For each effect, v_{1} is the degrees of freedom for the numerator of the F ratio; and
v_{2} is the degrees of freedom for the denominator of the ratio.
Applying formulas from the table, we can compute F ratios for the main effects and the interaction effect,
as shown below:
F_{A} = F(v_{1}, v_{2}) = F(1, 2) = MS_{A}/MS_{AB} = 5.63 / 0.135 = 41.7
F_{B} = F(v_{1}, v_{2}) = F(2, 2) = MS_{B}/MS_{AB} = 2.8 / 0.135 = 20.7
F_{AB} = F(v_{1}, v_{2}) = F(2, 24) = MS_{AB}/MS_{WG} = 0.135 / 1.033 = 0.13
PValues
At this point, we know the value of each F ratio; and we know the degrees of freedom associated with each F ratio.
Therefore, we can use Stat Trek's F Distribution Calculator
to find the probability that an F statistic will be bigger than an actual F ratio observed in the experiment.
To illustrate how this can be done, we'll find the Pvalue for the F ratio associated Factor A. We enter three inputs into the F Distribution Calculator:
the degrees of freedom v_{1} (1), the degrees of freedom v_{2} (2),
and the observed F statistic (41.7).
From the calculator, we see that P( F < 41.7 ) equals 0.98; so the P ( F > 41.7 ) equals 1 minus 0.98 or 0.02.
Therefore, the Pvalue for Factor A is 0.02.
Following the same procedure, we can find that the Pvalue for Factor B is 0.05; and the Pvalue for the
AB interaction is 0.88.
ANOVA Summary Table
Based on the analysis above, we can fill in the gaps that originally existed in our ANOVA table. Here is the table
with the gaps filled in.
Analysis of Variance Table: Random Effects
Source 
SS 
df 
MS 
F 
P 
A 
5.63 
1 
5.63 
41.7 
0.02 
B 
5.6 
2 
2.8 
20.7 
0.05 
AB 
0.27 
2 
0.135 
0.13 
0.88 
WG 
24.8 
24 
1.033 


Total 
36.3 
29 



Mixed Model
A mixed model describes an experiment in which at least one factor is a fixed factor, and at least one factor is a random factor.
In our experiment, suppose we assume that Factor A is a fixed factor, and Factor B is a random factor.
We know that sums of squares, degrees of freedom for effects, and sample estimates of mean squares do
not change for fixed factors versus random factors. Therefore, we can use the values that we computed earlier
for fixed factors in a new analysis for random factors. Those values are shown in the ANOVA summary table below:
Analysis of Variance Table: Random Effects
Source 
SS 
df 
MS 
F 
P 
A 
5.63 
1 
5.63 
??? 
??? 
B 
5.6 
2 
2.8 
??? 
??? 
AB 
0.27 
2 
0.135 
??? 
??? 
WG 
24.8 
24 
1.033 


Total 
36.3 
29 



The ANOVA table has some gaps, indicated by questions marks. To fill in the gaps, we need to:
 Find expected value of mean squares for fixed factors and random factors.
 Compute F ratios, based on expected mean squares.
 Find Pvalues for each F ratio.
Expected Value
The table below shows the expected value of mean squares for a balanced, twofactor, full factorial
experiment when Factor A is fixed and Factor B is random:
Mean square 
Expected value 
MS_{A} 
σ^{2}_{WG} + nσ^{2}_{AB} + nqσ^{2}_{A}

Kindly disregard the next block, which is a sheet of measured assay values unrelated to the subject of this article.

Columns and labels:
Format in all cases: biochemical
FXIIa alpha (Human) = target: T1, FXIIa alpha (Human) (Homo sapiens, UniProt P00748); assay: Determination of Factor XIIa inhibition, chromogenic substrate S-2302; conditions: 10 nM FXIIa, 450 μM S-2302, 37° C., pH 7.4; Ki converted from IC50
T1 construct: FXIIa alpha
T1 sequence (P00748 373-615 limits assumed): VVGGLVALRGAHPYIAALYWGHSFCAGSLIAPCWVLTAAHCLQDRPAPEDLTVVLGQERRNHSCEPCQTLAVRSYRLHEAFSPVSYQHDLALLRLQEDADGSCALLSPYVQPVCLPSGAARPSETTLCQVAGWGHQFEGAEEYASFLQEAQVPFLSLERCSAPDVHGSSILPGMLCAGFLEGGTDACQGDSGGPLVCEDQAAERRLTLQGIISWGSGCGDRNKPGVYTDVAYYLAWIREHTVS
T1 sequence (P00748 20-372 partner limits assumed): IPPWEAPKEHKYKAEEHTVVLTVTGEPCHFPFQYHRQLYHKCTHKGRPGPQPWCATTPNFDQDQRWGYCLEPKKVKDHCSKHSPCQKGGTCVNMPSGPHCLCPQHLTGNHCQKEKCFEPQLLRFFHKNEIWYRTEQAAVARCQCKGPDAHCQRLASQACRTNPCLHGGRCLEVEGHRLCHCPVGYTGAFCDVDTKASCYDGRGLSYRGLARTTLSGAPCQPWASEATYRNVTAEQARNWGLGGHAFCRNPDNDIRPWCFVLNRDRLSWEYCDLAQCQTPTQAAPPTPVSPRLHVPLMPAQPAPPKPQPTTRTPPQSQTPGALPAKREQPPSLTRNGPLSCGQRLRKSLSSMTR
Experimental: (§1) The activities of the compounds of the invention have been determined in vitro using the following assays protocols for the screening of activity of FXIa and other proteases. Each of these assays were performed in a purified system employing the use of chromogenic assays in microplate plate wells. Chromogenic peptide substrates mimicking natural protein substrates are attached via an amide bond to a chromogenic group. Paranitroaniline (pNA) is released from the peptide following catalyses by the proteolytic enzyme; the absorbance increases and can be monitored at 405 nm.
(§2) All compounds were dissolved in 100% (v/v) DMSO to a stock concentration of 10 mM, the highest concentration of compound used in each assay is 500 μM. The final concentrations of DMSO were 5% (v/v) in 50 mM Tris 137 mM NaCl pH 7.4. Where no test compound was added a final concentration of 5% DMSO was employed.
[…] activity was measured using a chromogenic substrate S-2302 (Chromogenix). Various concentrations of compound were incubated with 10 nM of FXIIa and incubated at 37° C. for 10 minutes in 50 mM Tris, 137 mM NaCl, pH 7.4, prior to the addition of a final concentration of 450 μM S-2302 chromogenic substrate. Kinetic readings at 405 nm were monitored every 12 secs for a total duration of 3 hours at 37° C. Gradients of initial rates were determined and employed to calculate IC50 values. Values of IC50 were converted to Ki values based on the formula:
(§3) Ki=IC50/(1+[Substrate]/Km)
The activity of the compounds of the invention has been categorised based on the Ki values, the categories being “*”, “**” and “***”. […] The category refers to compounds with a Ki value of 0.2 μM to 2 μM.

MS_{B} 
σ^{2}_{WG} + npσ^{2}_{B} 
MS_{AB} 
σ^{2}_{WG} + nσ^{2}_{AB} 
MS_{WG} 
σ^{2}_{WG} 
F Ratio
The F ratio for each effect is defined in such a way that the expected value of the ratio equals one when σ^{2}_{EFFECT}
equals zero. The table below shows how to construct F ratios for each effect when Factor A is a fixed effect, and Factor B is a random effect.
Effect 
F ratio 
Degrees of freedom 
v_{1} 
v_{2} 
A 

p1 
(p1)(q1) 
B 

q1 
pq(n1) 
AB 

(p1)(q1) 
pq(n1) 
Effect 
F ratio 
Degrees of freedom 
v_{1} 
v_{2} 
A 

p1 
(p1)(q1) 
B 

q1 
pq(n1) 
AB 

(p1)(q1) 
pq(n1) 
For each effect, v_{1} is the degrees of freedom for the numerator of the F ratio; and
v_{2} is the degrees of freedom for the denominator of the ratio.
Applying formulas from the table, we can compute F ratios for the main effects and the interaction effect,
as shown below:
F_{A} = F(v_{1}, v_{2}) = F(1, 2) = MS_{A}/MS_{AB} = 5.63 / 0.135 = 41.7
F_{B} = F(v_{1}, v_{2}) = F(2, 24) = MS_{B}/MS_{WG} = 2.8 / 1.033 = 2.71
F_{AB} = F(v_{1}, v_{2}) = F(2, 24) = MS_{AB}/MS_{WG} = 0.135 / 1.033 = 0.13
PValues
At this point, we know the value of each F ratio; and we know the degrees of freedom associated with each F ratio.
Therefore, we can use Stat Trek's F Distribution Calculator
to find the probability that an F statistic will be bigger than an actual F ratio observed in the experiment.
To illustrate how this can be done, we'll find the Pvalue for the F ratio associated Factor B (the random factor).
We enter three inputs into the F Distribution Calculator:
the degrees of freedom v_{1} (2), the degrees of freedom v_{2} (24),
and the observed F statistic (2.71).
From the calculator, we see that P( F < 2.71 ) equals 0.91; so the P ( F > 2.71 ) equals 1 minus 0.91 or 0.09.
Therefore, the Pvalue for Factor A is 0.02.
Following the same procedure, we can find that the Pvalue for Factor A is 0.02; and the Pvalue for the
AB interaction is 0.88.
ANOVA Summary Table
Based on the analysis above, we can fill in the gaps that originally existed in our ANOVA table. Here is the table
with the gaps filled in.
Analysis of Variance Table: Mixed Model
Source 
SS 
df 
MS 
F 
P 
A 
5.63 
1 
5.63 
41.7 
0.02 
B 
5.6 
2 
2.8 
2.71 
0.09 
AB 
0.27 
2 
0.135 
0.13 
0.88 
WG 
24.8 
24 
1.033 


Total 
36.3 
29